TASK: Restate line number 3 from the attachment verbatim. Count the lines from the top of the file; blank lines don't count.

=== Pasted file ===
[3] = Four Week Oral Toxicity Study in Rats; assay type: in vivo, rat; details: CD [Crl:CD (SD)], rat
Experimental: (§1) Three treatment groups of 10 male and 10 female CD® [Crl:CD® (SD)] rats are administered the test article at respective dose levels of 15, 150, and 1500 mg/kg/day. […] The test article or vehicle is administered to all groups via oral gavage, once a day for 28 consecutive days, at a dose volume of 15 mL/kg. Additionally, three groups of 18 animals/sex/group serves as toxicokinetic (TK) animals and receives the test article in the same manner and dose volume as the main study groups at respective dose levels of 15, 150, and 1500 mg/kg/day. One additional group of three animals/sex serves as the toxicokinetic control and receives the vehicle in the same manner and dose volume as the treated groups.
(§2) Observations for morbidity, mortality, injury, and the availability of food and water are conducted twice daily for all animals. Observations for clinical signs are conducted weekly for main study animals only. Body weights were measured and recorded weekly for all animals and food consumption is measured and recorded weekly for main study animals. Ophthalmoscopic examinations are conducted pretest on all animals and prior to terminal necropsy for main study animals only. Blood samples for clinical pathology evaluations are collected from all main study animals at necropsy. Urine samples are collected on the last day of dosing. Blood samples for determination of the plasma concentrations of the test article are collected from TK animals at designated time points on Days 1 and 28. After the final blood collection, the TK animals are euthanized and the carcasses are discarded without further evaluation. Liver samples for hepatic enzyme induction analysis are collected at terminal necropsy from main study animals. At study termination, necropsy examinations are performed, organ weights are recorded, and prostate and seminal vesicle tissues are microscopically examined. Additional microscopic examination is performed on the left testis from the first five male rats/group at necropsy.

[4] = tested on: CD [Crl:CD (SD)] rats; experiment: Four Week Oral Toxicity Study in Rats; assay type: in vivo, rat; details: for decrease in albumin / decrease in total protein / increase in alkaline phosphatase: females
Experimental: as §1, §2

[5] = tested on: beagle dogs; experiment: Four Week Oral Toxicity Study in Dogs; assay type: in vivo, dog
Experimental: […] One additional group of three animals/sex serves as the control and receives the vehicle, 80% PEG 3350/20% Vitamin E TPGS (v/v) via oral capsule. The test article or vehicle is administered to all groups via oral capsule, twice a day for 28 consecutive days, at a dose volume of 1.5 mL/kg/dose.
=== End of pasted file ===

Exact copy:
(§2) Observations for morbidity, mortality, injury, and the availability of food and water are conducted twice daily for all animals. Observations for clinical signs are conducted weekly for main study animals only. Body weights were measured and recorded weekly for all animals and food consumption is measured and recorded weekly for main study animals. Ophthalmoscopic examinations are conducted pretest on all animals and prior to terminal necropsy for main study animals only. Blood samples for clinical pathology evaluations are collected from all main study animals at necropsy. Urine samples are collected on the last day of dosing. Blood samples for determination of the plasma concentrations of the test article are collected from TK animals at designated time points on Days 1 and 28. After the final blood collection, the TK animals are euthanized and the carcasses are discarded without further evaluation. Liver samples for hepatic enzyme induction analysis are collected at terminal necropsy from main study animals. At study termination, necropsy examinations are performed, organ weights are recorded, and prostate and seminal vesicle tissues are microscopically examined. Additional microscopic examination is performed on the left testis from the first five male rats/group at necropsy.